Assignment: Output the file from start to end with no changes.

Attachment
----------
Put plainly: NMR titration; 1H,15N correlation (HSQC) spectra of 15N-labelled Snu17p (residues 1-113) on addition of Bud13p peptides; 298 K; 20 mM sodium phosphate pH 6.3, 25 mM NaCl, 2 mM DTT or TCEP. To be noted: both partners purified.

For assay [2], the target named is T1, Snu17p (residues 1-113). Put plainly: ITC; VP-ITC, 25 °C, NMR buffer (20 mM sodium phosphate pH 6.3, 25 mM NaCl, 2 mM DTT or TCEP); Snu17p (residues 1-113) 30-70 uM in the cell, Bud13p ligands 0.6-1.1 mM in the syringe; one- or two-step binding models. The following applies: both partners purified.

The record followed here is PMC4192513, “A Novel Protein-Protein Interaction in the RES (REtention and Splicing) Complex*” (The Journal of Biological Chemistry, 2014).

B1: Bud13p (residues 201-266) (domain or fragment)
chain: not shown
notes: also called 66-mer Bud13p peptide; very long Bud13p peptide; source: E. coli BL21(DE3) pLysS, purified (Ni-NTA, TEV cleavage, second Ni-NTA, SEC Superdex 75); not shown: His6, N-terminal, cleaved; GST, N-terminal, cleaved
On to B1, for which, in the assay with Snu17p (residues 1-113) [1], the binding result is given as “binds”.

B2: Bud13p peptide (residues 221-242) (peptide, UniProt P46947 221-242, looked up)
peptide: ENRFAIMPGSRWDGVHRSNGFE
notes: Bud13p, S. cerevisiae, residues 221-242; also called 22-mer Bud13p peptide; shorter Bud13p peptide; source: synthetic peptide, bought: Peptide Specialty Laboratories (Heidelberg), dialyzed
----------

Put plainly: NMR titration; 1H,15N correlation (HSQC) spectra of 15N-labelled Snu17p (residues 1-113) on addition of Bud13p peptides; 298 K; 20 mM sodium phosphate pH 6.3, 25 mM NaCl, 2 mM DTT or TCEP. To be noted: both partners purified.

For assay [2], the target named is T1, Snu17p (residues 1-113). Put plainly: ITC; VP-ITC, 25 °C, NMR buffer (20 mM sodium phosphate pH 6.3, 25 mM NaCl, 2 mM DTT or TCEP); Snu17p (residues 1-113) 30-70 uM in the cell, Bud13p ligands 0.6-1.1 mM in the syringe; one- or two-step binding models. The following applies: both partners purified.

The record followed here is PMC4192513, “A Novel Protein-Protein Interaction in the RES (REtention and Splicing) Complex*” (The Journal of Biological Chemistry, 2014).

B1: Bud13p (residues 201-266) (domain or fragment)
chain: not shown
notes: also called 66-mer Bud13p peptide; very long Bud13p peptide; source: E. coli BL21(DE3) pLysS, purified (Ni-NTA, TEV cleavage, second Ni-NTA, SEC Superdex 75); not shown: His6, N-terminal, cleaved; GST, N-terminal, cleaved
On to B1, for which, in the assay with Snu17p (residues 1-113) [1], the binding result is given as “binds”.

B2: Bud13p peptide (residues 221-242) (peptide, UniProt P46947 221-242, looked up)
peptide: ENRFAIMPGSRWDGVHRSNGFE
notes: Bud13p, S. cerevisiae, residues 221-242; also called 22-mer Bud13p peptide; shorter Bud13p peptide; source: synthetic peptide, bought: Peptide Specialty Laboratories (Heidelberg), dialyzed